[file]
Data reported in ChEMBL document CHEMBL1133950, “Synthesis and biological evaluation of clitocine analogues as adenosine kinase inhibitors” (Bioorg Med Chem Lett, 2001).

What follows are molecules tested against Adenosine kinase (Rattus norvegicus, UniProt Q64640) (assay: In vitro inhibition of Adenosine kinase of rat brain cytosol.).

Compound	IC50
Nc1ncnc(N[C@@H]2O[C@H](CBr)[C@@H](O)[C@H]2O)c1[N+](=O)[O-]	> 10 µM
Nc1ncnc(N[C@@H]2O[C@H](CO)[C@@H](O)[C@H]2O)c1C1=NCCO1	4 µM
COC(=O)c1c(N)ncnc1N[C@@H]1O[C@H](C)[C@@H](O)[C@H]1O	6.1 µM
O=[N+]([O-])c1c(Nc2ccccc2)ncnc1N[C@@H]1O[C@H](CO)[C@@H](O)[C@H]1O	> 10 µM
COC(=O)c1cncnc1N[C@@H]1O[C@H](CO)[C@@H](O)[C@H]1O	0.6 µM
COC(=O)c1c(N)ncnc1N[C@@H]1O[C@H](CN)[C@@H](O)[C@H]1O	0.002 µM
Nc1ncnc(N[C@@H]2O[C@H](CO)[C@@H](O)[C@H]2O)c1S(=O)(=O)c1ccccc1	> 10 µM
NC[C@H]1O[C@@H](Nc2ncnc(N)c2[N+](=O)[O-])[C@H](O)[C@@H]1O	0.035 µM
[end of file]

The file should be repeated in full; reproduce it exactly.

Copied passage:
Data reported in ChEMBL document CHEMBL1133950, “Synthesis and biological evaluation of clitocine analogues as adenosine kinase inhibitors” (Bioorg Med Chem Lett, 2001).

What follows are molecules tested against Adenosine kinase (Rattus norvegicus, UniProt Q64640) (assay: In vitro inhibition of Adenosine kinase of rat brain cytosol.).

Compound	IC50
Nc1ncnc(N[C@@H]2O[C@H](CBr)[C@@H](O)[C@H]2O)c1[N+](=O)[O-]	> 10 µM
Nc1ncnc(N[C@@H]2O[C@H](CO)[C@@H](O)[C@H]2O)c1C1=NCCO1	4 µM
COC(=O)c1c(N)ncnc1N[C@@H]1O[C@H](C)[C@@H](O)[C@H]1O	6.1 µM
O=[N+]([O-])c1c(Nc2ccccc2)ncnc1N[C@@H]1O[C@H](CO)[C@@H](O)[C@H]1O	> 10 µM
COC(=O)c1cncnc1N[C@@H]1O[C@H](CO)[C@@H](O)[C@H]1O	0.6 µM
COC(=O)c1c(N)ncnc1N[C@@H]1O[C@H](CN)[C@@H](O)[C@H]1O	0.002 µM
Nc1ncnc(N[C@@H]2O[C@H](CO)[C@@H](O)[C@H]2O)c1S(=O)(=O)c1ccccc1	> 10 µM
NC[C@H]1O[C@@H](Nc2ncnc(N)c2[N+](=O)[O-])[C@H](O)[C@@H]1O	0.035 µM